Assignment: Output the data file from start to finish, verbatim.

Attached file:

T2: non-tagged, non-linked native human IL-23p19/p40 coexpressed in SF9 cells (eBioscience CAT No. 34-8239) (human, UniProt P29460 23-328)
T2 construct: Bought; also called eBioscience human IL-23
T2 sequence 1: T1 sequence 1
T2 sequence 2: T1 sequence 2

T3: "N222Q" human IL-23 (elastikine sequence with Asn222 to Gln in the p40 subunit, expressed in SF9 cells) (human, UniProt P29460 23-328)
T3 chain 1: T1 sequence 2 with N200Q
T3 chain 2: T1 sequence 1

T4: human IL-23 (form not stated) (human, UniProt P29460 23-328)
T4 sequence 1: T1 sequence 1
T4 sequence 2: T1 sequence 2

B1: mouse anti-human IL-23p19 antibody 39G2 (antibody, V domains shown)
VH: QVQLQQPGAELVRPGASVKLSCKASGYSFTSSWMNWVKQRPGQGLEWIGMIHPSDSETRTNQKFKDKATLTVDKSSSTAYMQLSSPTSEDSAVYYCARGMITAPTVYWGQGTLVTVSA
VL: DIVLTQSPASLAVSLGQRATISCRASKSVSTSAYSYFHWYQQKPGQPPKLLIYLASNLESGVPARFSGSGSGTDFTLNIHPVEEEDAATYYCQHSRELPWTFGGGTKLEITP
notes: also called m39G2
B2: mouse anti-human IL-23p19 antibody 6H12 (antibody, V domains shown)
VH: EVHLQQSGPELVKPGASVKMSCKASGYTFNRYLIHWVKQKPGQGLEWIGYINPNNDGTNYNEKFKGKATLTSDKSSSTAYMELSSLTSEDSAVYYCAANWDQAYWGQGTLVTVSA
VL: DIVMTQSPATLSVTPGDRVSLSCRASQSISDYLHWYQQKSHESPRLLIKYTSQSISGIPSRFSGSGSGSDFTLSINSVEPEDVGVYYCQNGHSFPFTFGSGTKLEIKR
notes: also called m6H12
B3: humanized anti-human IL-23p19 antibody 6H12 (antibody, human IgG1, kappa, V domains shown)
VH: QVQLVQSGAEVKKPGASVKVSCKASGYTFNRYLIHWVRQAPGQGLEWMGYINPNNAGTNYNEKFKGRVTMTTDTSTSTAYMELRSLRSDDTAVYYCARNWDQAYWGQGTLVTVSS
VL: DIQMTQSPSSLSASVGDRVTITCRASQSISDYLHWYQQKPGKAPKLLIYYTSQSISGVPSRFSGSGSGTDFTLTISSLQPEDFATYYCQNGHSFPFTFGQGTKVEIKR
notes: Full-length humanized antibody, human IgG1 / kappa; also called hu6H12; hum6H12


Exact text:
T2: non-tagged, non-linked native human IL-23p19/p40 coexpressed in SF9 cells (eBioscience CAT No. 34-8239) (human, UniProt P29460 23-328)
T2 construct: Bought; also called eBioscience human IL-23
T2 sequence 1: T1 sequence 1
T2 sequence 2: T1 sequence 2

T3: "N222Q" human IL-23 (elastikine sequence with Asn222 to Gln in the p40 subunit, expressed in SF9 cells) (human, UniProt P29460 23-328)
T3 chain 1: T1 sequence 2 with N200Q
T3 chain 2: T1 sequence 1

T4: human IL-23 (form not stated) (human, UniProt P29460 23-328)
T4 sequence 1: T1 sequence 1
T4 sequence 2: T1 sequence 2

B1: mouse anti-human IL-23p19 antibody 39G2 (antibody, V domains shown)
VH: QVQLQQPGAELVRPGASVKLSCKASGYSFTSSWMNWVKQRPGQGLEWIGMIHPSDSETRTNQKFKDKATLTVDKSSSTAYMQLSSPTSEDSAVYYCARGMITAPTVYWGQGTLVTVSA
VL: DIVLTQSPASLAVSLGQRATISCRASKSVSTSAYSYFHWYQQKPGQPPKLLIYLASNLESGVPARFSGSGSGTDFTLNIHPVEEEDAATYYCQHSRELPWTFGGGTKLEITP
notes: also called m39G2
B2: mouse anti-human IL-23p19 antibody 6H12 (antibody, V domains shown)
VH: EVHLQQSGPELVKPGASVKMSCKASGYTFNRYLIHWVKQKPGQGLEWIGYINPNNDGTNYNEKFKGKATLTSDKSSSTAYMELSSLTSEDSAVYYCAANWDQAYWGQGTLVTVSA
VL: DIVMTQSPATLSVTPGDRVSLSCRASQSISDYLHWYQQKSHESPRLLIKYTSQSISGIPSRFSGSGSGSDFTLSINSVEPEDVGVYYCQNGHSFPFTFGSGTKLEIKR
notes: also called m6H12
B3: humanized anti-human IL-23p19 antibody 6H12 (antibody, human IgG1, kappa, V domains shown)
VH: QVQLVQSGAEVKKPGASVKVSCKASGYTFNRYLIHWVRQAPGQGLEWMGYINPNNAGTNYNEKFKGRVTMTTDTSTSTAYMELRSLRSDDTAVYYCARNWDQAYWGQGTLVTVSS
VL: DIQMTQSPSSLSASVGDRVTITCRASQSISDYLHWYQQKPGKAPKLLIYYTSQSISGVPSRFSGSGSGTDFTLTISSLQPEDFATYYCQNGHSFPFTFGQGTKVEIKR
notes: Full-length humanized antibody, human IgG1 / kappa; also called hu6H12; hum6H12